In my latest Knittyspin column I talk about the difference between heathered and tweed batts. As usual, I got comments and questions (thank you, I love that) not about heather vs tweed, but about my mention of making a sandwich with my fiber and nubbies in my tweed batt.
It’s exactly how it sounds, I split my batt fiber in two, put down one half, add the nubbies, put the second half on top and send it through the carder.
Here’s a visual:
My fiber is yellow Corriedale from Dashing Mouse and my add-ins are silk waste from my stash. My carder is the Strauch Finest Motorized. The silk waste will make a tweed that is streaky rather than the pin point style of tweed that the nubbies make.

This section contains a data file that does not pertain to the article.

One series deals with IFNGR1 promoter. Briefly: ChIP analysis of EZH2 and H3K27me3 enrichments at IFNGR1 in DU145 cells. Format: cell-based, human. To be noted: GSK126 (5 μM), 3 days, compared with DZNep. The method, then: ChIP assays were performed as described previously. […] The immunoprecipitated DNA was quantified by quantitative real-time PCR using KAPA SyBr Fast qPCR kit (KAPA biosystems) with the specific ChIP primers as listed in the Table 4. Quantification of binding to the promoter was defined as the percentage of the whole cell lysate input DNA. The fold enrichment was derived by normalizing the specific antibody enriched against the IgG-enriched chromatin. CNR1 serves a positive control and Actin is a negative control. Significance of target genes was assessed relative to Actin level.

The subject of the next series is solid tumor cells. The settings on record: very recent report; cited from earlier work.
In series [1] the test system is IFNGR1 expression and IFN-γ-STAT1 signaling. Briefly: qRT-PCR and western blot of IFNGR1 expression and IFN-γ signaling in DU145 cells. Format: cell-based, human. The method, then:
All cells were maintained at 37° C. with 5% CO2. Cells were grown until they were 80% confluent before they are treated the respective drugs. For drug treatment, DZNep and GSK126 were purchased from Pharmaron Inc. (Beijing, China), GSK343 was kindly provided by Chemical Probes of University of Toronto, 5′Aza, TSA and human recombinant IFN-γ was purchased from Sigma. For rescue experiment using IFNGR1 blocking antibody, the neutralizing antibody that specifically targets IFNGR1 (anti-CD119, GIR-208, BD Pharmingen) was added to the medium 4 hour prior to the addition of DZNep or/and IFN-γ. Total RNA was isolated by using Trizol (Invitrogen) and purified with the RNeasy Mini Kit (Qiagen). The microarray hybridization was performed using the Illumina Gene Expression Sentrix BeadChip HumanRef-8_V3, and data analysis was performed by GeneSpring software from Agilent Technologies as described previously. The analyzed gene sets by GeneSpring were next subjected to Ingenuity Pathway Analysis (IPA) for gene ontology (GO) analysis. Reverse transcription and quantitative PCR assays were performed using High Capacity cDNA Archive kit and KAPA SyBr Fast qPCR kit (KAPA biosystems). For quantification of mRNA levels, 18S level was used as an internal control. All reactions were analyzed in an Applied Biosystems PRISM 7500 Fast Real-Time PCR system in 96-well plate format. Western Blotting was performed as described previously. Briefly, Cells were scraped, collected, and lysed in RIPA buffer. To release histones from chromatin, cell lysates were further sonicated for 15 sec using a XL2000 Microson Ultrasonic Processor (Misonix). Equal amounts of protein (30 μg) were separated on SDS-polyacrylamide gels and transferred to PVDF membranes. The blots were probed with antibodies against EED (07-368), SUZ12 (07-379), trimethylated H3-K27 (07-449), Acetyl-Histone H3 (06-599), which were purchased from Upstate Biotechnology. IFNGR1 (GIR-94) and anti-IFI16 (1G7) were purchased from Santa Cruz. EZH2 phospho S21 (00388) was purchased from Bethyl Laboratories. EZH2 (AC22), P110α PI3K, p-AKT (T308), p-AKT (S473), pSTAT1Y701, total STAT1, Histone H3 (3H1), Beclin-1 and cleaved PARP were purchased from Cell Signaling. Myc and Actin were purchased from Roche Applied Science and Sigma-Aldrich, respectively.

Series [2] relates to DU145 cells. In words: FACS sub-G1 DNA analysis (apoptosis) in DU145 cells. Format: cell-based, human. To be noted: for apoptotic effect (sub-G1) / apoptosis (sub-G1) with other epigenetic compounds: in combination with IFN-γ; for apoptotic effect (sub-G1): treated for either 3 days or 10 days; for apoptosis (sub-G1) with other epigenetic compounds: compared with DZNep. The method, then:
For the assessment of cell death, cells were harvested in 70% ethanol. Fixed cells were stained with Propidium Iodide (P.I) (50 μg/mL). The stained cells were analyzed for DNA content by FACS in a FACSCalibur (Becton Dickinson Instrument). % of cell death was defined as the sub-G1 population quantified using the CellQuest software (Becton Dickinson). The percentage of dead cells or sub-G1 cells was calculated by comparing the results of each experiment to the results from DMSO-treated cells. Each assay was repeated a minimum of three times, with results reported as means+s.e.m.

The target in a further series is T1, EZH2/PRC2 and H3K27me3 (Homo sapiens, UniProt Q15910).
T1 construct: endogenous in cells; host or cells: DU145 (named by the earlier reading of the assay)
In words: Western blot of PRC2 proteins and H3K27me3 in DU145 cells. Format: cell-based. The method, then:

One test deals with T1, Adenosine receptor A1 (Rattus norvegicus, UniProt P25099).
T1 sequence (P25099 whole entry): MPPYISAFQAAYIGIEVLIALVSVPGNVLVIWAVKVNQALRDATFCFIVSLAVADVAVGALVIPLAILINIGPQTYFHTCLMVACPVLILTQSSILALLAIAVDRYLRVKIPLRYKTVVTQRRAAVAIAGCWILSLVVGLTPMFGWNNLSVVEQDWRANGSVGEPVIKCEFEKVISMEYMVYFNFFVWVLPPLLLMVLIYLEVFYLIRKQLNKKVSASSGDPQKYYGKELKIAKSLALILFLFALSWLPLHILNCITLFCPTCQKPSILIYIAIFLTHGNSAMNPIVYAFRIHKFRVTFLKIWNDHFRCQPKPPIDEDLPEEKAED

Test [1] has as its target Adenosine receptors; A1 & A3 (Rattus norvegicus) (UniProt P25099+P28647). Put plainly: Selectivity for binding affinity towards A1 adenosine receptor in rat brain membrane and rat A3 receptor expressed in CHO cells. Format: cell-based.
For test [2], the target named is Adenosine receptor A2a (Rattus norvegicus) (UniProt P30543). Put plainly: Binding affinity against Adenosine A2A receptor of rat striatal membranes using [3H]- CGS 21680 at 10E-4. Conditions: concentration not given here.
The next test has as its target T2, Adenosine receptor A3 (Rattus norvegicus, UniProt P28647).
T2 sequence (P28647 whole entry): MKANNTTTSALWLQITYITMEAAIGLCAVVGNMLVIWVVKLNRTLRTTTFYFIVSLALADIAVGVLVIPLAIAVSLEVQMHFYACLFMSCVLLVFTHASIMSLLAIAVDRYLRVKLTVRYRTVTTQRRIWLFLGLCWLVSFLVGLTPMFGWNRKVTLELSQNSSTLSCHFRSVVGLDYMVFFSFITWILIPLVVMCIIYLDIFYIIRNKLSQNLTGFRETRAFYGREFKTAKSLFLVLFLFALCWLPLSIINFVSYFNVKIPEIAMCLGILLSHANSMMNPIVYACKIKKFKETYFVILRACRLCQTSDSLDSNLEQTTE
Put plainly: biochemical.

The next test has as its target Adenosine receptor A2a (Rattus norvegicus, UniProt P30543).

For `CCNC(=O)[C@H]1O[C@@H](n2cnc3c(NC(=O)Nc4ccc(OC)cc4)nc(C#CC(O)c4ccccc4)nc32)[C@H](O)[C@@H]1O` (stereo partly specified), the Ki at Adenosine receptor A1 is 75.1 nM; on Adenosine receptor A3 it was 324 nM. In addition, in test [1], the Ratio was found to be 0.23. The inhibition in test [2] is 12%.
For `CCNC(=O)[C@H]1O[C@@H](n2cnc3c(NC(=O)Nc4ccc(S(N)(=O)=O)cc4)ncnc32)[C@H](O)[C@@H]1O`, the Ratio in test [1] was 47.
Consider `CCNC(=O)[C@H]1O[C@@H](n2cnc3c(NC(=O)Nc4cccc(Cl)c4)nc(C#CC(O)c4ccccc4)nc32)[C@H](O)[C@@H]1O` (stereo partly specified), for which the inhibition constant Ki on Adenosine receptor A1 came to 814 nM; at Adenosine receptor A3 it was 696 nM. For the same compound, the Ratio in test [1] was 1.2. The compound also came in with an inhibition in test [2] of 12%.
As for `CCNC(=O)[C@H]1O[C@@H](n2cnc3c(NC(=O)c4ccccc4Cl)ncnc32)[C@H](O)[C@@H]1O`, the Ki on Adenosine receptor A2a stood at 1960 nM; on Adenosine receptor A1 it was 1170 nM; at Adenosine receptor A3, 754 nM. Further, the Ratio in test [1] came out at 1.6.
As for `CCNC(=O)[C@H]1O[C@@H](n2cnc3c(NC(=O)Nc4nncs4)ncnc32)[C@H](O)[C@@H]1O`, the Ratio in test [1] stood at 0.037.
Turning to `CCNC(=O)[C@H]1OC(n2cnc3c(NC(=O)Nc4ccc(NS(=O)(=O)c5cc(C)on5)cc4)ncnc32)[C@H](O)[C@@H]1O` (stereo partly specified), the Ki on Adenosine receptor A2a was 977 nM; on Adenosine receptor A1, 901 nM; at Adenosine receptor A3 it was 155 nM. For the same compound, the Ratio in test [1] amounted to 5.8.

My sandwich, a little fiber on the bottom, a scattering of tweedy bits, a little fiber on the top.
The result is tweedy batt and no silk waste or nubbies left in the carder.
I’ll admit that having no add-ins stuck in the carder after I was done is the main reason that I use the sandwiching method. After doing it for many batts, I think mixes and locks-in the tweedy bits better. I find that I get less literal fall out when I spin from batts that I’ve prepared using this method. Plus it’s kinda fun! I use this method with my handcards too.